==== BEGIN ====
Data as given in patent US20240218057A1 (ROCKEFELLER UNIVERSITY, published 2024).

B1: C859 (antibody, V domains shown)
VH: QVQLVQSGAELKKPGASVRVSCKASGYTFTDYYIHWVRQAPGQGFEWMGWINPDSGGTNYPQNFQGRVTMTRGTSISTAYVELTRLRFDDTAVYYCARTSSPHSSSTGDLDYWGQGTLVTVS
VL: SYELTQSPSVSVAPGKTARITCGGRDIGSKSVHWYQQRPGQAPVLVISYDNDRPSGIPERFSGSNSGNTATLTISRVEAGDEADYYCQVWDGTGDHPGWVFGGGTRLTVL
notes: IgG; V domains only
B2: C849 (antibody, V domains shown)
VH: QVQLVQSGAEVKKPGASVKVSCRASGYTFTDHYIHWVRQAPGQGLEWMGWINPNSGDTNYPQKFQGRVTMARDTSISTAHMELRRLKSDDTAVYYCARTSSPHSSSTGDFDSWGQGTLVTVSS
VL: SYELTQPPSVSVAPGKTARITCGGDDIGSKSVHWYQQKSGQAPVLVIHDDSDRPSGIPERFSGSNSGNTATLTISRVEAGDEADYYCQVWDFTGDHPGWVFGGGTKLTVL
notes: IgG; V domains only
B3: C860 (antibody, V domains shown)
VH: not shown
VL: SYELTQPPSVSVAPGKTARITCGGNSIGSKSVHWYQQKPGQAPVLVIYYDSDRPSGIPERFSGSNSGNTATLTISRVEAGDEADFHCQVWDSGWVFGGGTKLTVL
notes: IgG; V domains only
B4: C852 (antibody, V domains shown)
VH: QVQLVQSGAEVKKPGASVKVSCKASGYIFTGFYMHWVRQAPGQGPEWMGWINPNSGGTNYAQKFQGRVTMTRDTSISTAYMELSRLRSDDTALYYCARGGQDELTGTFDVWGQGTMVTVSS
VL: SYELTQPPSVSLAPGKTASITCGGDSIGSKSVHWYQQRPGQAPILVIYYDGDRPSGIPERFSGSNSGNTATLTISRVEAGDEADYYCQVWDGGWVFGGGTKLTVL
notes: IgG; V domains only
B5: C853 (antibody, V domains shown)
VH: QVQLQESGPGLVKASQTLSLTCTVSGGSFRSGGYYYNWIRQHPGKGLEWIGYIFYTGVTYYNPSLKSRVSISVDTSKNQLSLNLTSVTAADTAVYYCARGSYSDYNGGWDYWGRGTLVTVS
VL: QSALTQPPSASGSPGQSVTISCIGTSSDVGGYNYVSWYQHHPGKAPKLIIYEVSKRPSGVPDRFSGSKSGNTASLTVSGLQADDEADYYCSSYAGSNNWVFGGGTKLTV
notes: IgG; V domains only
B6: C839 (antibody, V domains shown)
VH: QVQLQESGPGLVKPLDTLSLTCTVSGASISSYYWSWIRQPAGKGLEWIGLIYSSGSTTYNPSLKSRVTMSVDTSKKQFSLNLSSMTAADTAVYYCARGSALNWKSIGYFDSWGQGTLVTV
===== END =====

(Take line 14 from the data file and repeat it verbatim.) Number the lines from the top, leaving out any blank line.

B4: C852 (antibody, V domains shown)